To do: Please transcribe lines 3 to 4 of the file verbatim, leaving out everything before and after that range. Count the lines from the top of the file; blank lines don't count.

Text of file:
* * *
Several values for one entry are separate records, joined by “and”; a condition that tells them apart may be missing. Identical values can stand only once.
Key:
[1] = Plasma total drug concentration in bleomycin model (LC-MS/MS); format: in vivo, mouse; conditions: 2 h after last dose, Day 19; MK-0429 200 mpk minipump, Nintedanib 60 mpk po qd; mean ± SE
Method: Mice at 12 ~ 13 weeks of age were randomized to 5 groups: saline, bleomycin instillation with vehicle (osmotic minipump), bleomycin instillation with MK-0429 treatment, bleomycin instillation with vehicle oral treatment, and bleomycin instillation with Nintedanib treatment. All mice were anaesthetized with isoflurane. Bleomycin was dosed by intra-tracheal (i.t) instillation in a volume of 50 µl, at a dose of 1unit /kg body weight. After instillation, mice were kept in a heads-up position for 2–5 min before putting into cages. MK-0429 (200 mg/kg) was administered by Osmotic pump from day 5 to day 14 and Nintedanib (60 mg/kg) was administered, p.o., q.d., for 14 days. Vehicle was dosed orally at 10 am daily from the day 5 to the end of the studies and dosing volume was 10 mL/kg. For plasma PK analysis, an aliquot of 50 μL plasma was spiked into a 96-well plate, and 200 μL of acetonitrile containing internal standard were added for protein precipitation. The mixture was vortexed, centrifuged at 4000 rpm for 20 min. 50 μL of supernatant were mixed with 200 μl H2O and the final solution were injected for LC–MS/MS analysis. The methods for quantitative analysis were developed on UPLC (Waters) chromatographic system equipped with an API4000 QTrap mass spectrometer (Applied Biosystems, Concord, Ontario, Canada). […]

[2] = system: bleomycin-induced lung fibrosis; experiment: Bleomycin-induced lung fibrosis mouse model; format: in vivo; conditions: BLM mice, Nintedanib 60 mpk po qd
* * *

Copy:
[1] = Plasma total drug concentration in bleomycin model (LC-MS/MS); format: in vivo, mouse; conditions: 2 h after last dose, Day 19; MK-0429 200 mpk minipump, Nintedanib 60 mpk po qd; mean ± SE
Method: Mice at 12 ~ 13 weeks of age were randomized to 5 groups: saline, bleomycin instillation with vehicle (osmotic minipump), bleomycin instillation with MK-0429 treatment, bleomycin instillation with vehicle oral treatment, and bleomycin instillation with Nintedanib treatment. All mice were anaesthetized with isoflurane. Bleomycin was dosed by intra-tracheal (i.t) instillation in a volume of 50 µl, at a dose of 1unit /kg body weight. After instillation, mice were kept in a heads-up position for 2–5 min before putting into cages. MK-0429 (200 mg/kg) was administered by Osmotic pump from day 5 to day 14 and Nintedanib (60 mg/kg) was administered, p.o., q.d., for 14 days. Vehicle was dosed orally at 10 am daily from the day 5 to the end of the studies and dosing volume was 10 mL/kg. For plasma PK analysis, an aliquot of 50 μL plasma was spiked into a 96-well plate, and 200 μL of acetonitrile containing internal standard were added for protein precipitation. The mixture was vortexed, centrifuged at 4000 rpm for 20 min. 50 μL of supernatant were mixed with 200 μl H2O and the final solution were injected for LC–MS/MS analysis. The methods for quantitative analysis were developed on UPLC (Waters) chromatographic system equipped with an API4000 QTrap mass spectrometer (Applied Biosystems, Concord, Ontario, Canada). […]